April 19, 2016
Directing the Funny
By Desa Philadelphia
Director Tim Story was on campus on Friday April 15 as the honoree of this year’s Jack Oakie and Victoria Horne Oakie Masters of Comedy Lecture Series. In conversation with School of Cinematic Arts Screenwriting Professor David Isaacs, a co-founder of USC Comedy, Story talked about his work on three movies that have become successful franchises: Barbershop, Think Like A Man and Ride Along (Story also directed the sequels Think Like A Man Too and Ride Along 2).
Story graduated from the School of Cinematic Arts’ Production Division in 1994. He self-financed his first two films out of School, making a little bit of money on the first and losing a lot on the second. In order to pay off his debts, he told the audience, he focused on directing music videos—drawing on his past experience as a young rapper in Ice T’s crew, Rhyme Syndicate. The work prepared him for film sets because he got used to leading big-scale productions that required specialized equipment and crews made up of dozens, sometimes hundreds, of people. “You’re not scared of trucks and equipment and you learn that it all really comes down to the people in front of the camera and what the lens sees. It takes away the fear of being in charge of 200 plus people.”
Story grew up in Los Angeles and was Senior Class President at Westchester High School where his classmates included the actresses Nia Long and Regina King, whom Story has known since the second grade and considers among his favorite collaborators. Other frequent collaborators like Ice Cube (Barbershop, Ride Along) and Kevin Hart (Ride Along) have become go-to Hollywood brands, and Story says there’s a reason he looks to them first when he’s developing a project. “I put a high percentage on casting when you’re making comedies,” he said, adding that casting takes up about 75% of his focus in early development. “If you want to make funny movies, you need to cast funny people. But also understand the straight man. When you have people that get the timing, it doesn’t make my job easy, but it makes it easier.” That’s why directors use the same actors over and over again, he said, using his work with Kevin Hart as an example. “I always know he’s going to give me two nuggets that I don’t expect. He makes everything funny.”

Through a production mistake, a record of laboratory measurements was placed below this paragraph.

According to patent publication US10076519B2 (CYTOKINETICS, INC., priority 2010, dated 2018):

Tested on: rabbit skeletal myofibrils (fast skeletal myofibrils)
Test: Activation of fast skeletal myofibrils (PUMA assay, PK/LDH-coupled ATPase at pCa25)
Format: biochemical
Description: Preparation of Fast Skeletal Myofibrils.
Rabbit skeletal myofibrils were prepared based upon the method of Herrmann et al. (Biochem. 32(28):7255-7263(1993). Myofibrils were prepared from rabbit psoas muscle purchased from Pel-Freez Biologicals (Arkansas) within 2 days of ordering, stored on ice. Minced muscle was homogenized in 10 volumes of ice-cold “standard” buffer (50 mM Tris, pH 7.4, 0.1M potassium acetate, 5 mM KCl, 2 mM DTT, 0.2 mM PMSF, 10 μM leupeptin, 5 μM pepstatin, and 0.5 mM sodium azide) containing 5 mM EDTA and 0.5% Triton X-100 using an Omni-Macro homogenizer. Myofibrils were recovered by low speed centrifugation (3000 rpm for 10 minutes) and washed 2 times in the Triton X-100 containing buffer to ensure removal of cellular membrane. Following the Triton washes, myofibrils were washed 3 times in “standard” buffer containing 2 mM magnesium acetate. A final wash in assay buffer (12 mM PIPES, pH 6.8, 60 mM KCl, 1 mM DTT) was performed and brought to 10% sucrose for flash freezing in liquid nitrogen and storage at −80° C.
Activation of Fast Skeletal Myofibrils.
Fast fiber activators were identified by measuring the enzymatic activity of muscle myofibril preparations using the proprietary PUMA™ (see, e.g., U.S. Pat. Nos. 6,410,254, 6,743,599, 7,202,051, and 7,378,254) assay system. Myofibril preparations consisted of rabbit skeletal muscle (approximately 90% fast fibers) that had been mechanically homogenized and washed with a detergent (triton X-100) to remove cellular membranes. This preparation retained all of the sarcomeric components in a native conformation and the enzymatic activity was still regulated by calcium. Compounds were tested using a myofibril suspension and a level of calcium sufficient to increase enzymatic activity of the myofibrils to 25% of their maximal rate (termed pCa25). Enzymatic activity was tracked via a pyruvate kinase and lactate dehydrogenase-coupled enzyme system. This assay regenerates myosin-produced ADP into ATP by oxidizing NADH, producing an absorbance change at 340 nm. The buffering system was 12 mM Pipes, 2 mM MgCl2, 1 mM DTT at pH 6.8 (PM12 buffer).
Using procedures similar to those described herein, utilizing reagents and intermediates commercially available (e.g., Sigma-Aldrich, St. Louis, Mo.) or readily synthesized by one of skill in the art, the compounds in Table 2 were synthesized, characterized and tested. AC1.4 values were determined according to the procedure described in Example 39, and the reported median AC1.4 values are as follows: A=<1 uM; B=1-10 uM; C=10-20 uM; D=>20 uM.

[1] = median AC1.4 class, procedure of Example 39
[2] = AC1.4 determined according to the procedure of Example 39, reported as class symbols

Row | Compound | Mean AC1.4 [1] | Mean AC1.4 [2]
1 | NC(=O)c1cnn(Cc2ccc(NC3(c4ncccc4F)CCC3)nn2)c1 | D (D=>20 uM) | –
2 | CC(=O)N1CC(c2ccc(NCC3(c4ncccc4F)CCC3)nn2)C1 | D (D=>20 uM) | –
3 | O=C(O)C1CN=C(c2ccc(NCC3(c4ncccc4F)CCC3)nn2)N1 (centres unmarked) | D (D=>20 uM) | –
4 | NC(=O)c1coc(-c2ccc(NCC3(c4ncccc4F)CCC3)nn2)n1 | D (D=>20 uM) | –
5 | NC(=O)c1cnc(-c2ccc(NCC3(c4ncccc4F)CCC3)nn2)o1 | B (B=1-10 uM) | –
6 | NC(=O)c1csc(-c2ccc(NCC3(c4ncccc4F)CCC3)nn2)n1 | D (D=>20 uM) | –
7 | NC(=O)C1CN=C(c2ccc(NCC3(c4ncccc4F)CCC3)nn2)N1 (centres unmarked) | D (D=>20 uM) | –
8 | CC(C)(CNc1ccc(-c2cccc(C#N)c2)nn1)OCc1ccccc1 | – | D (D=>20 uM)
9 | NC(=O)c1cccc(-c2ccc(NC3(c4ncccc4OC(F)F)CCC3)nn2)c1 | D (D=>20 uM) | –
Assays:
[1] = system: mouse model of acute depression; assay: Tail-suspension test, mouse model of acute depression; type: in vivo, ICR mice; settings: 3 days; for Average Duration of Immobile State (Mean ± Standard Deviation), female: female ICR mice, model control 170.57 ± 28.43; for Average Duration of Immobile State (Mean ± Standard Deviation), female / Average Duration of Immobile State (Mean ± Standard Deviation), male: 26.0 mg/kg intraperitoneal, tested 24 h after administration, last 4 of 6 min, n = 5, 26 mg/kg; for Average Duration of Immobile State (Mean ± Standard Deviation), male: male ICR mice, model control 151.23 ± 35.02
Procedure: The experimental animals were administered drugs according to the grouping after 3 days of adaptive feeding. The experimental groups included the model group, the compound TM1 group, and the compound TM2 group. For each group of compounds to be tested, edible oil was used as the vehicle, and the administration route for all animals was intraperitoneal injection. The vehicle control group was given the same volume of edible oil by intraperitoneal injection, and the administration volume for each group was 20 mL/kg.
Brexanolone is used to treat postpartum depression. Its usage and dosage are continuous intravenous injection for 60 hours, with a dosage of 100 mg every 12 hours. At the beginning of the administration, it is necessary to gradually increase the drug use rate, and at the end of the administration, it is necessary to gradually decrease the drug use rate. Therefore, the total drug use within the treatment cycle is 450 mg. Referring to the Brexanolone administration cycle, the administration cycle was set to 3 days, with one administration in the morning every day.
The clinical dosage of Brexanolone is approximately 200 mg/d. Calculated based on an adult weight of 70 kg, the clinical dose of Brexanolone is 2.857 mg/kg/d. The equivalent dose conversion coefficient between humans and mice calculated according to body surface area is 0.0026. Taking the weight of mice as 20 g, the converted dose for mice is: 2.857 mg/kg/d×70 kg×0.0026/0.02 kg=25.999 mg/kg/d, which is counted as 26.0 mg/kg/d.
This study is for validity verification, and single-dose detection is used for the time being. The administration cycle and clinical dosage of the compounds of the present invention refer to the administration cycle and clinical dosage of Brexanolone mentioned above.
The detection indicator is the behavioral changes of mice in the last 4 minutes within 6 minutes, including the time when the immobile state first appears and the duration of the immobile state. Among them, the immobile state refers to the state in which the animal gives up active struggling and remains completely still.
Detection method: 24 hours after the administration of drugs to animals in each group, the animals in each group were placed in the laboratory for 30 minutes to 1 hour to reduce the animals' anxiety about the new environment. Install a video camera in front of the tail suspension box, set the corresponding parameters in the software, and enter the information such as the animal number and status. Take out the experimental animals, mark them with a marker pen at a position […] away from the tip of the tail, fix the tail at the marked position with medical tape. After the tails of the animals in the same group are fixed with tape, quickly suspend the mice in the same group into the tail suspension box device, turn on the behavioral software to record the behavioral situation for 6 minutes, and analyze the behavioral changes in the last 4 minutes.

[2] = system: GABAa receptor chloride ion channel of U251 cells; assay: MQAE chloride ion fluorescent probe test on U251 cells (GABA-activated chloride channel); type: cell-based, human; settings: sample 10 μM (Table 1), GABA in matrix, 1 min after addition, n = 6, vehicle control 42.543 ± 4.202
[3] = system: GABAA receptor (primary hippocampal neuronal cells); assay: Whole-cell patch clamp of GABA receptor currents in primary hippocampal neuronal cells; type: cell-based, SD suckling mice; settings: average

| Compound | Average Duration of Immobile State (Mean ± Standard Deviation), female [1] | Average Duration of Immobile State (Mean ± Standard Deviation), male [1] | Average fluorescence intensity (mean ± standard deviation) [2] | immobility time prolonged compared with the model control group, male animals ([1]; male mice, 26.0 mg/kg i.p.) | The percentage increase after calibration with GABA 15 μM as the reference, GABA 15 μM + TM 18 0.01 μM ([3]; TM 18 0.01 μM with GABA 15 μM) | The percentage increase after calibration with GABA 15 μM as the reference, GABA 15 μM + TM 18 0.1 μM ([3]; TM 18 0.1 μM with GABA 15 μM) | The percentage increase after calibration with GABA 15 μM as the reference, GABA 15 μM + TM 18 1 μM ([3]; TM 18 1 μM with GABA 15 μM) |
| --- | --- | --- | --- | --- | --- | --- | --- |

During the discussion, Story also broke down how he designed and filmed important set pieces in Barbershop, Ride Along and Think Like A Man. He pointed out adlibs and told the stories behind some of scenes’ funniest jokes. Often, things that happen on the set or in rehearsals will inform changes and directors have to keep their eyes and ears open for those. Good ideas, he said, can come from anywhere or from anyone, including production assistants who might be on their first professional sets. “You’re looking for those happy mistakes, you’re looking for the things that aren’t on the page and not worrying about where they come from. We once got a joke from the medic on the scene.” His crew also plays a part in discovering the funny. “I always make the point to have the crew around when we do the rehearsals because the first time you do the scene they laugh and if they laugh you know you’ve got something,” he added.
Asked how his lifelong approximation to Hollywood helped his career, Story surprised the audience by saying he deliberately avoided the studios until he had honed his skills enough and had actual work to show potential partners. “There would always be people asking, ‘hey do you want me to introduce you to such and such?’ and I would always say no because I knew I didn’t have anything to offer them yet. But I knew that at some point I would.” He knew that if he shot stuff and got better, “it would be a better way to then knock on the door and say ‘hey can you look at this movie?’ as opposed to just saying ‘hey can you help me.’” His approach, he said, was not because he did not appreciate the importance of networking, but because he wanted to make the most of his first impressions.
USC grads already have an advantage when it comes to networking, Story told the crowd. “I’ve gotten great parking spaces because I have a USC license plate,” he said, to the approval of the audience. “If somebody calls me and says, ‘I’m from USC,’ they get my ear. That’s what you have: an alumni family that listens. It’s going to shock you how deep it goes; a lot of things will happen that will blow your mind.” Professor David Isaacs amplified the good cheer by adding: “That last paragraph was paid for by…”
The Masters of Comedy Lecture is an annual event of USC Comedy and the Jack Oakie and Victoria Horne Oakie Foundation, which sponsors scholarships for students interested in pursuing careers in comedic filmmaking. The Oakies were comic actors in the early years of the studio system. Jack Oakie was also a pioneer, successfully launching a long career as an independent performer after his contract with Paramount ended in the mid 1930s. Among his almost ninety films was Charlie Chaplin’s The Great Dictator, for which Oakie’s parody of Italian fascist Benito Mussolini earned him an Oscar nomination for Best Supporting Actor.
The Oakie Foundation named a new scholarship in Story’s honor, giving the award a characteristically funny name. The Ride Along with Tim Story Scholarship will benefit a comedy-program directing student at SCA.